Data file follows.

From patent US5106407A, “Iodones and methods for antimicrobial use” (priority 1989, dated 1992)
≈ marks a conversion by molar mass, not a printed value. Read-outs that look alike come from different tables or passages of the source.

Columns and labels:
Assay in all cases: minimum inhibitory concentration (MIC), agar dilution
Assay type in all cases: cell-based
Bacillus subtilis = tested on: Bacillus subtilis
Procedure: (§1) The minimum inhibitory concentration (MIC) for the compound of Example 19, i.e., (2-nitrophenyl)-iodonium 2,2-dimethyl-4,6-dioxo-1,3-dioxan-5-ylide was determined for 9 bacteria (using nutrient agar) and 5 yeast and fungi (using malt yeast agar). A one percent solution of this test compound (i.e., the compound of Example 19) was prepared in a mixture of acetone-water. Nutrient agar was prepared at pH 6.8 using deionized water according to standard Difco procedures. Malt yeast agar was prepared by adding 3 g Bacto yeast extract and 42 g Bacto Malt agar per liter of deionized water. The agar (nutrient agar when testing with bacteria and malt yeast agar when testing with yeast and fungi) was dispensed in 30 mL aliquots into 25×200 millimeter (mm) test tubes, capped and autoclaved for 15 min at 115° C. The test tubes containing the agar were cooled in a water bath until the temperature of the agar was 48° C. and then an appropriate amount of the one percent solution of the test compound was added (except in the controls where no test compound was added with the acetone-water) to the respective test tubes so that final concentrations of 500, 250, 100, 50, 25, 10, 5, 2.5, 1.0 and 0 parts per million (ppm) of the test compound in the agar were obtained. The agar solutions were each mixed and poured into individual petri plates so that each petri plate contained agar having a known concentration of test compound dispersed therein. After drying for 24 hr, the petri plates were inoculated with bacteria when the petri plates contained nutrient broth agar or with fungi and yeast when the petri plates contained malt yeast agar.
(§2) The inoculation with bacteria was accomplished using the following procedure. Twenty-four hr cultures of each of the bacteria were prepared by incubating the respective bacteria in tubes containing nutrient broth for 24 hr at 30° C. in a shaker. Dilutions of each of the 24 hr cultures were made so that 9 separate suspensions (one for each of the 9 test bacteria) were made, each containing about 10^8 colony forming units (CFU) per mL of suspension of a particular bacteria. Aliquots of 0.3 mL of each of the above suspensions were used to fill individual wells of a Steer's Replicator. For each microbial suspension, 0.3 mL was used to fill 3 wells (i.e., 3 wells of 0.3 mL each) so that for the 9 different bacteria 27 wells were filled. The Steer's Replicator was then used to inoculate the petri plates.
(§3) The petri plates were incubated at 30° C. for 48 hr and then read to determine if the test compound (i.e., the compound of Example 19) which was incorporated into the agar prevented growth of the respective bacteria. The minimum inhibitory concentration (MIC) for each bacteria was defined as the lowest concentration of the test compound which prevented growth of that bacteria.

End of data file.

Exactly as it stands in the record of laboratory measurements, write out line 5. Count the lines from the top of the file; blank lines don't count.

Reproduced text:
Assay type in all cases: cell-based